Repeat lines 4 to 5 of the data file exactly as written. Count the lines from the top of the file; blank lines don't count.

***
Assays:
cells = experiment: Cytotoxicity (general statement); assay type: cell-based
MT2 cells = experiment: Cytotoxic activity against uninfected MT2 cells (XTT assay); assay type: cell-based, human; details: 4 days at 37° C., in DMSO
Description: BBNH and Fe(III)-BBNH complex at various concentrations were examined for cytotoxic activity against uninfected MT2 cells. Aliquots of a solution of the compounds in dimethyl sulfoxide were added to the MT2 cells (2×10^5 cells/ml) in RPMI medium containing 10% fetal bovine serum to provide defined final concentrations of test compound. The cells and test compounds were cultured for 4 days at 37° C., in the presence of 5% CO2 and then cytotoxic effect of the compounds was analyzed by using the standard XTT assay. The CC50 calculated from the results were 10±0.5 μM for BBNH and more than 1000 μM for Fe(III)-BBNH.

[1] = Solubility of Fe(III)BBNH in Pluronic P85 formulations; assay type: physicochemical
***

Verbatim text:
Description: BBNH and Fe(III)-BBNH complex at various concentrations were examined for cytotoxic activity against uninfected MT2 cells. Aliquots of a solution of the compounds in dimethyl sulfoxide were added to the MT2 cells (2×10^5 cells/ml) in RPMI medium containing 10% fetal bovine serum to provide defined final concentrations of test compound. The cells and test compounds were cultured for 4 days at 37° C., in the presence of 5% CO2 and then cytotoxic effect of the compounds was analyzed by using the standard XTT assay. The CC50 calculated from the results were 10±0.5 μM for BBNH and more than 1000 μM for Fe(III)-BBNH.

[1] = Solubility of Fe(III)BBNH in Pluronic P85 formulations; assay type: physicochemical